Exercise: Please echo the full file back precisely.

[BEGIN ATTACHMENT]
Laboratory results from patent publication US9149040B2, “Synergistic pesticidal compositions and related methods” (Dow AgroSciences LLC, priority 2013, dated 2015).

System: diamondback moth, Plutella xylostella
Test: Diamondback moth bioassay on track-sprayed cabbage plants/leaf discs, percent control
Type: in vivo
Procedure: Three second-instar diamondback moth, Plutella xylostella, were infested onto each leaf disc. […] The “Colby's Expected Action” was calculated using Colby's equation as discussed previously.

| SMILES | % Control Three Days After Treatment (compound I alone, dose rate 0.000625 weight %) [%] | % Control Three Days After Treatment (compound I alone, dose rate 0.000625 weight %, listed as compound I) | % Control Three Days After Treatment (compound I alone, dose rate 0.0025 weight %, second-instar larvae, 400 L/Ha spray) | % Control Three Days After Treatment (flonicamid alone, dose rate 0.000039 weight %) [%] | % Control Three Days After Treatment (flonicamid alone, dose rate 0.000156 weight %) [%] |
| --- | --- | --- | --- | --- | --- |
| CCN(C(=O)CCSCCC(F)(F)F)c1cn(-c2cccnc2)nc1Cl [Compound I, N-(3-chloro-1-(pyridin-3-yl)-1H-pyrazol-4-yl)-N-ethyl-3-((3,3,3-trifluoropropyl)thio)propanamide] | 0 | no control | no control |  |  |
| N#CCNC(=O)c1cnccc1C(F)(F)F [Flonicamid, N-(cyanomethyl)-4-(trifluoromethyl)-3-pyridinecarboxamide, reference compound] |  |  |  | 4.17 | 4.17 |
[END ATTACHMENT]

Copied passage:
Laboratory results from patent publication US9149040B2, “Synergistic pesticidal compositions and related methods” (Dow AgroSciences LLC, priority 2013, dated 2015).

System: diamondback moth, Plutella xylostella
Test: Diamondback moth bioassay on track-sprayed cabbage plants/leaf discs, percent control
Type: in vivo
Procedure: Three second-instar diamondback moth, Plutella xylostella, were infested onto each leaf disc. […] The “Colby's Expected Action” was calculated using Colby's equation as discussed previously.

| SMILES | % Control Three Days After Treatment (compound I alone, dose rate 0.000625 weight %) [%] | % Control Three Days After Treatment (compound I alone, dose rate 0.000625 weight %, listed as compound I) | % Control Three Days After Treatment (compound I alone, dose rate 0.0025 weight %, second-instar larvae, 400 L/Ha spray) | % Control Three Days After Treatment (flonicamid alone, dose rate 0.000039 weight %) [%] | % Control Three Days After Treatment (flonicamid alone, dose rate 0.000156 weight %) [%] |
| --- | --- | --- | --- | --- | --- |
| CCN(C(=O)CCSCCC(F)(F)F)c1cn(-c2cccnc2)nc1Cl [Compound I, N-(3-chloro-1-(pyridin-3-yl)-1H-pyrazol-4-yl)-N-ethyl-3-((3,3,3-trifluoropropyl)thio)propanamide] | 0 | no control | no control |  |  |
| N#CCNC(=O)c1cnccc1C(F)(F)F [Flonicamid, N-(cyanomethyl)-4-(trifluoromethyl)-3-pyridinecarboxamide, reference compound] |  |  |  | 4.17 | 4.17 |